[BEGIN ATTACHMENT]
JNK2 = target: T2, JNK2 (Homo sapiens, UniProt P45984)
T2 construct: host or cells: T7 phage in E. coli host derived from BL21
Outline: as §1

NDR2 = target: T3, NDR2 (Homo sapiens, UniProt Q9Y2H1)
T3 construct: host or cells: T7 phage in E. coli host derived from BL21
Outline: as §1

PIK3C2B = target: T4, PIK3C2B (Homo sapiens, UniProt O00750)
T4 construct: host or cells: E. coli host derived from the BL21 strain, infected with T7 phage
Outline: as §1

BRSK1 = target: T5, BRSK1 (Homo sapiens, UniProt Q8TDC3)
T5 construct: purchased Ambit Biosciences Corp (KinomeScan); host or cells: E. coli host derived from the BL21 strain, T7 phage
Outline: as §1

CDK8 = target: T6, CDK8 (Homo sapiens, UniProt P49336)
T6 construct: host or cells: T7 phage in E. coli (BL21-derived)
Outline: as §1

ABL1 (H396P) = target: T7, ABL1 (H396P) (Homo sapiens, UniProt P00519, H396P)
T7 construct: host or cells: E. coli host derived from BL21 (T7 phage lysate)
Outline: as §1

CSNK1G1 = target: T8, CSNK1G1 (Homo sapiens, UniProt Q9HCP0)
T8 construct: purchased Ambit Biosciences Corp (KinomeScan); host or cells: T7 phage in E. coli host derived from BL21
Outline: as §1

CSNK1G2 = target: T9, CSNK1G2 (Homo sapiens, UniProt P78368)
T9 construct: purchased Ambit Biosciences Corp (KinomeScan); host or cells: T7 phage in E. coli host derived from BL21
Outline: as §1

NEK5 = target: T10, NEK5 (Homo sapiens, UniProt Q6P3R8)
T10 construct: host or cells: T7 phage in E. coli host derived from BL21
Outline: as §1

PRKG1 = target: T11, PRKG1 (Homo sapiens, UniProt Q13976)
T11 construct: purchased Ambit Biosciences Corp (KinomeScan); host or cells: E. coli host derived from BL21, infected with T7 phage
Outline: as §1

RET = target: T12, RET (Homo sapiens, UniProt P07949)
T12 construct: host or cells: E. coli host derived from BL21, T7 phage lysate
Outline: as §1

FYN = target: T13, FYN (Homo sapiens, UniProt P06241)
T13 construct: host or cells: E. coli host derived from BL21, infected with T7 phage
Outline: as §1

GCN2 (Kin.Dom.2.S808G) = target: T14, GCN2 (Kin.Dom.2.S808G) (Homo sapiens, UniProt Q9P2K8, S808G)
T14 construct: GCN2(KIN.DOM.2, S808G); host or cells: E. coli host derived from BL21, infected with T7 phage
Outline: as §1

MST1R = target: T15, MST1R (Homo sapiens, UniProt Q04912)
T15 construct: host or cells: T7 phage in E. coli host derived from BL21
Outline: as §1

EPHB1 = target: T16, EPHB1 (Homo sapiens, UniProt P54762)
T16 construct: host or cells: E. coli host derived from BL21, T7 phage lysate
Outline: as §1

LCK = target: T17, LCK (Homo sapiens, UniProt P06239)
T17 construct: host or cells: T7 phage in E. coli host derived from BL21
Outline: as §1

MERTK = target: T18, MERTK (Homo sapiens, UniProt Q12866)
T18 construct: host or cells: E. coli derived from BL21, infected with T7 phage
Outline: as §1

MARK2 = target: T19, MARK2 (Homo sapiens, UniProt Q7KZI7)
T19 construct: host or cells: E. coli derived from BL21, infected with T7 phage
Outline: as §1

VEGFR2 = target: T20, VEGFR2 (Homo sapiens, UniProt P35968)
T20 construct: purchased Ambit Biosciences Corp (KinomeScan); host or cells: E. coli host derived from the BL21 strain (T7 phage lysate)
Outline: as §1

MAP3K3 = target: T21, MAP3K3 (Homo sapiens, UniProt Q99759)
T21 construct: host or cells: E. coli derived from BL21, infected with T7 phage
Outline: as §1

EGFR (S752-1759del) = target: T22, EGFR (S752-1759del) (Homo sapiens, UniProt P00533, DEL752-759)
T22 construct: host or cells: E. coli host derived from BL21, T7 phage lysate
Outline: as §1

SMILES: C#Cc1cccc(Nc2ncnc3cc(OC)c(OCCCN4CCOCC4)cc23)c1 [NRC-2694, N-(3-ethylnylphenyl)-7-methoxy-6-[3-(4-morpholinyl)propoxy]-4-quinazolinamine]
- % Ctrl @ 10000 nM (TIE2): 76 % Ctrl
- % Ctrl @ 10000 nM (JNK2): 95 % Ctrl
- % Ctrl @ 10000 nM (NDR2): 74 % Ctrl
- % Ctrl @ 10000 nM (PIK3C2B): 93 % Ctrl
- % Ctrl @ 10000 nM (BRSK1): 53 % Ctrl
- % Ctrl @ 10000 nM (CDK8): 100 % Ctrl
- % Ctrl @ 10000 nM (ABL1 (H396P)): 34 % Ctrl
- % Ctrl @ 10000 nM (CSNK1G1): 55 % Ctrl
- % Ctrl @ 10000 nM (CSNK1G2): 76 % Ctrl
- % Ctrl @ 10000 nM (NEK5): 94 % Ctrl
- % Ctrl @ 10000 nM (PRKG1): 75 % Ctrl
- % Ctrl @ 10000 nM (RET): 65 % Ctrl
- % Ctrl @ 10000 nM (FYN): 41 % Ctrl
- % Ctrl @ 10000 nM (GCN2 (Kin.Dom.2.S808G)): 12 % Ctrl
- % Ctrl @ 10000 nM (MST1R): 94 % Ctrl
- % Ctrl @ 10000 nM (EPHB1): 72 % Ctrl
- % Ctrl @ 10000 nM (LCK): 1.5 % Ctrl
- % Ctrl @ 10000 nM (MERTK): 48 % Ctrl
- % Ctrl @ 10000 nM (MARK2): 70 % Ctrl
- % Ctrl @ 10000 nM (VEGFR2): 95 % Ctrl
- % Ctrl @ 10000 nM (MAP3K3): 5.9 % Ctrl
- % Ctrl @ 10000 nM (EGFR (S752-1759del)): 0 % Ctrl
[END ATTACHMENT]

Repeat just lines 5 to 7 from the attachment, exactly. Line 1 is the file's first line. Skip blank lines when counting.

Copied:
T3 construct: host or cells: T7 phage in E. coli host derived from BL21
Outline: as §1

PIK3C2B = target: T4, PIK3C2B (Homo sapiens, UniProt O00750)